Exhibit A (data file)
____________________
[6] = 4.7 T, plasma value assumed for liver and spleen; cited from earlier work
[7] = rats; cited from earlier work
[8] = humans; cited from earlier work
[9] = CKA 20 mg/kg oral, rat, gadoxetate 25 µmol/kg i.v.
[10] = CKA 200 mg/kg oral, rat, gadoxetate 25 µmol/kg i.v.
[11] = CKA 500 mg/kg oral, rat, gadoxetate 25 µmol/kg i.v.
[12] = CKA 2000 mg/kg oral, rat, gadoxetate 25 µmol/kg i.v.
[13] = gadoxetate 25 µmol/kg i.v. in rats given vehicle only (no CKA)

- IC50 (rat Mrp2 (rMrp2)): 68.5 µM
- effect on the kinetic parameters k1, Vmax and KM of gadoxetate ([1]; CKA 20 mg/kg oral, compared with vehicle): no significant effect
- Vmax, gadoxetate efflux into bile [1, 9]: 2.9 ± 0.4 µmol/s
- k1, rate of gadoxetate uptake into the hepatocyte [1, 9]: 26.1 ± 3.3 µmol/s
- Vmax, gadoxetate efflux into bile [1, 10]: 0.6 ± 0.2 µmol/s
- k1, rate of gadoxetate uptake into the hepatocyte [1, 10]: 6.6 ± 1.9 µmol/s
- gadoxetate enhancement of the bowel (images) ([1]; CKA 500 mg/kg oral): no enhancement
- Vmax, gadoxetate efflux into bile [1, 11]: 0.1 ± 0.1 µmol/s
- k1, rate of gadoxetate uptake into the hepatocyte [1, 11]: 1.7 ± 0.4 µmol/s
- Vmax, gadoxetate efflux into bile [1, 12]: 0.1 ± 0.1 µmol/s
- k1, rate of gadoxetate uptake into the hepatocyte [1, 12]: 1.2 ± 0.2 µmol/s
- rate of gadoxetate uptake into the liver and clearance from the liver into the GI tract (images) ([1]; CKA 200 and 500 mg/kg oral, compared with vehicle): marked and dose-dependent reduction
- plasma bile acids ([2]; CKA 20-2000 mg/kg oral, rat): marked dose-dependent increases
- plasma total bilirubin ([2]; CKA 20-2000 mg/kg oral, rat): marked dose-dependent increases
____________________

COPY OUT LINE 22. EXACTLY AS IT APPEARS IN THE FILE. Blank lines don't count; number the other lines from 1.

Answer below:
- plasma total bilirubin ([2]; CKA 20-2000 mg/kg oral, rat): marked dose-dependent increases